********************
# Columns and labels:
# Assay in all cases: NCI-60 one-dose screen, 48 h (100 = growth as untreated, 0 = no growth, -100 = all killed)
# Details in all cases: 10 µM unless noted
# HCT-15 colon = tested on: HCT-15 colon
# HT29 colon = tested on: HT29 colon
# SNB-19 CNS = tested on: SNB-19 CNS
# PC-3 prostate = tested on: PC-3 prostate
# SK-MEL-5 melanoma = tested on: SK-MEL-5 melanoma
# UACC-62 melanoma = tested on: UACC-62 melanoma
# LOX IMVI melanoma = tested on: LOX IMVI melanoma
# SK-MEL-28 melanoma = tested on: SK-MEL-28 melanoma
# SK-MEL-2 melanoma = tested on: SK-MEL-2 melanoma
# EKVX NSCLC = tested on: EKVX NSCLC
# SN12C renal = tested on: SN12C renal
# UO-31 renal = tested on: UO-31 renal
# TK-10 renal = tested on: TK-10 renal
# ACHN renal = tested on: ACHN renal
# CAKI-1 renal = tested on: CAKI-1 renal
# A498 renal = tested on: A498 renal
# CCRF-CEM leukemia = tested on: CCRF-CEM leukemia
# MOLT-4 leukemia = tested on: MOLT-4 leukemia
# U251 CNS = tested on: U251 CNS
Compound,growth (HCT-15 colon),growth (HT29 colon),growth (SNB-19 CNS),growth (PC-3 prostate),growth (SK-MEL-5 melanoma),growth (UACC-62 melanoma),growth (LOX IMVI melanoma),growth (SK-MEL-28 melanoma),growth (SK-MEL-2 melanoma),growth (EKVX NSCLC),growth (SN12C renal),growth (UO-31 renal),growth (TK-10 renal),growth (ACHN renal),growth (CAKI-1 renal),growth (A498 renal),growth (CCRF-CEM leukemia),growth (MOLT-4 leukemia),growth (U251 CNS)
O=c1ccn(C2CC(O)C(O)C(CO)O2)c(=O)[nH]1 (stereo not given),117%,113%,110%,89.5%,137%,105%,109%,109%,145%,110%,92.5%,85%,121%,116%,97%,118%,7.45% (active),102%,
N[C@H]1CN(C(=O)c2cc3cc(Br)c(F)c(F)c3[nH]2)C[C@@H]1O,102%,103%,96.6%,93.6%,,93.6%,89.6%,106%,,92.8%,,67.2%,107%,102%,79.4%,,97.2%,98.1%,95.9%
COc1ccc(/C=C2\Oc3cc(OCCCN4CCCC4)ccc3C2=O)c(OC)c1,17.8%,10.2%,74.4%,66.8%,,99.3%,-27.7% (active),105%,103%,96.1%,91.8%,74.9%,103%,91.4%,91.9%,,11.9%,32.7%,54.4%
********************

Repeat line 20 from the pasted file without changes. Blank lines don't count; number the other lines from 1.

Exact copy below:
# CCRF-CEM leukemia = tested on: CCRF-CEM leukemia